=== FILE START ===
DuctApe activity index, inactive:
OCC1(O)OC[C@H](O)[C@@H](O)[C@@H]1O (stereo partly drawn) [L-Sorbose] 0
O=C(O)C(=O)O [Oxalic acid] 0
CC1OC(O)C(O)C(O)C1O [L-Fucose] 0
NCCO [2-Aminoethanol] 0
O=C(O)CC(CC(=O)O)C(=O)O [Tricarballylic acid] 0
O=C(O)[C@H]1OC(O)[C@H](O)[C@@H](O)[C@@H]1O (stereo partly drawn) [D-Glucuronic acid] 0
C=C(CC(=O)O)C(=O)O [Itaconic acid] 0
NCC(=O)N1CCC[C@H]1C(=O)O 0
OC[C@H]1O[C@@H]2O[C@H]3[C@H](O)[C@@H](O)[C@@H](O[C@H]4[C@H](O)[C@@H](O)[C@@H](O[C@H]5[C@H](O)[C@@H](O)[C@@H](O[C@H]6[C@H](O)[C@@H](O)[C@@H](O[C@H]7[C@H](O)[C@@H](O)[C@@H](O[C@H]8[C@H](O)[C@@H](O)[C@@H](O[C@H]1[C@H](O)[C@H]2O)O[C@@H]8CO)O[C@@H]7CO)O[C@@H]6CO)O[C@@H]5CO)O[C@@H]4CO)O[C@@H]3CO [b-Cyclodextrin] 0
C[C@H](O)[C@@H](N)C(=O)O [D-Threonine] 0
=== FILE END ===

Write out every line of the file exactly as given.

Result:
DuctApe activity index, inactive:
OCC1(O)OC[C@H](O)[C@@H](O)[C@@H]1O (stereo partly drawn) [L-Sorbose] 0
O=C(O)C(=O)O [Oxalic acid] 0
CC1OC(O)C(O)C(O)C1O [L-Fucose] 0
NCCO [2-Aminoethanol] 0
O=C(O)CC(CC(=O)O)C(=O)O [Tricarballylic acid] 0
O=C(O)[C@H]1OC(O)[C@H](O)[C@@H](O)[C@@H]1O (stereo partly drawn) [D-Glucuronic acid] 0
C=C(CC(=O)O)C(=O)O [Itaconic acid] 0
NCC(=O)N1CCC[C@H]1C(=O)O 0
OC[C@H]1O[C@@H]2O[C@H]3[C@H](O)[C@@H](O)[C@@H](O[C@H]4[C@H](O)[C@@H](O)[C@@H](O[C@H]5[C@H](O)[C@@H](O)[C@@H](O[C@H]6[C@H](O)[C@@H](O)[C@@H](O[C@H]7[C@H](O)[C@@H](O)[C@@H](O[C@H]8[C@H](O)[C@@H](O)[C@@H](O[C@H]1[C@H](O)[C@H]2O)O[C@@H]8CO)O[C@@H]7CO)O[C@@H]6CO)O[C@@H]5CO)O[C@@H]4CO)O[C@@H]3CO [b-Cyclodextrin] 0
C[C@H](O)[C@@H](N)C(=O)O [D-Threonine] 0